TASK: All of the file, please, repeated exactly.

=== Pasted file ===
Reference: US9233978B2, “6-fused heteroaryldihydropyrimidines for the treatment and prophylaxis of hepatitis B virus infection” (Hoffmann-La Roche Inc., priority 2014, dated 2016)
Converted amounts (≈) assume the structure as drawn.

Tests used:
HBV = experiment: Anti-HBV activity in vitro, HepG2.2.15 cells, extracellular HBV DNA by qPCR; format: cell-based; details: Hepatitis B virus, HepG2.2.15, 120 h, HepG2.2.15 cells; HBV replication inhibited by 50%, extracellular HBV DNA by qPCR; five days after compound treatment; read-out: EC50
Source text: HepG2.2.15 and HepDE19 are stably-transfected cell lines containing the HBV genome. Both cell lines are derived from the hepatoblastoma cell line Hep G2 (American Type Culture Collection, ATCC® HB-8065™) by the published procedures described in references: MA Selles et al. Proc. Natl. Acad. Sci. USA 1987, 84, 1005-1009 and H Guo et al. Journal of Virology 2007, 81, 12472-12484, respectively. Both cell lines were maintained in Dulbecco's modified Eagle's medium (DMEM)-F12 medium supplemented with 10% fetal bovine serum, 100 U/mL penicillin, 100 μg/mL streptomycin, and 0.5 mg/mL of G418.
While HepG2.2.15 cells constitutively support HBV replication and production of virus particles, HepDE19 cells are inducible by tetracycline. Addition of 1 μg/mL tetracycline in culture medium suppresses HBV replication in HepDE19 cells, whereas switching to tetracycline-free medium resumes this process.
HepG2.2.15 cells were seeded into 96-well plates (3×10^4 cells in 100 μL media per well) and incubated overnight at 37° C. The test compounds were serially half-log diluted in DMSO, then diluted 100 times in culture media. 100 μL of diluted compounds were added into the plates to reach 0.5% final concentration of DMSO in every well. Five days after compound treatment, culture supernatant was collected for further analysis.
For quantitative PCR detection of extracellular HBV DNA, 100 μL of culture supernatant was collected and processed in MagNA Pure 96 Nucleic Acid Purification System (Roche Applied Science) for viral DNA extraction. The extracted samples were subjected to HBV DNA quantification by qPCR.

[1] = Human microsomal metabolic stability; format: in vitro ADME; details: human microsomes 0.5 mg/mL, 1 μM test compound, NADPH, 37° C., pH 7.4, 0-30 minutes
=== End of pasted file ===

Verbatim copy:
Reference: US9233978B2, “6-fused heteroaryldihydropyrimidines for the treatment and prophylaxis of hepatitis B virus infection” (Hoffmann-La Roche Inc., priority 2014, dated 2016)
Converted amounts (≈) assume the structure as drawn.

Tests used:
HBV = experiment: Anti-HBV activity in vitro, HepG2.2.15 cells, extracellular HBV DNA by qPCR; format: cell-based; details: Hepatitis B virus, HepG2.2.15, 120 h, HepG2.2.15 cells; HBV replication inhibited by 50%, extracellular HBV DNA by qPCR; five days after compound treatment; read-out: EC50
Source text: HepG2.2.15 and HepDE19 are stably-transfected cell lines containing the HBV genome. Both cell lines are derived from the hepatoblastoma cell line Hep G2 (American Type Culture Collection, ATCC® HB-8065™) by the published procedures described in references: MA Selles et al. Proc. Natl. Acad. Sci. USA 1987, 84, 1005-1009 and H Guo et al. Journal of Virology 2007, 81, 12472-12484, respectively. Both cell lines were maintained in Dulbecco's modified Eagle's medium (DMEM)-F12 medium supplemented with 10% fetal bovine serum, 100 U/mL penicillin, 100 μg/mL streptomycin, and 0.5 mg/mL of G418.
While HepG2.2.15 cells constitutively support HBV replication and production of virus particles, HepDE19 cells are inducible by tetracycline. Addition of 1 μg/mL tetracycline in culture medium suppresses HBV replication in HepDE19 cells, whereas switching to tetracycline-free medium resumes this process.
HepG2.2.15 cells were seeded into 96-well plates (3×10^4 cells in 100 μL media per well) and incubated overnight at 37° C. The test compounds were serially half-log diluted in DMSO, then diluted 100 times in culture media. 100 μL of diluted compounds were added into the plates to reach 0.5% final concentration of DMSO in every well. Five days after compound treatment, culture supernatant was collected for further analysis.
For quantitative PCR detection of extracellular HBV DNA, 100 μL of culture supernatant was collected and processed in MagNA Pure 96 Nucleic Acid Purification System (Roche Applied Science) for viral DNA extraction. The extracted samples were subjected to HBV DNA quantification by qPCR.

[1] = Human microsomal metabolic stability; format: in vitro ADME; details: human microsomes 0.5 mg/mL, 1 μM test compound, NADPH, 37° C., pH 7.4, 0-30 minutes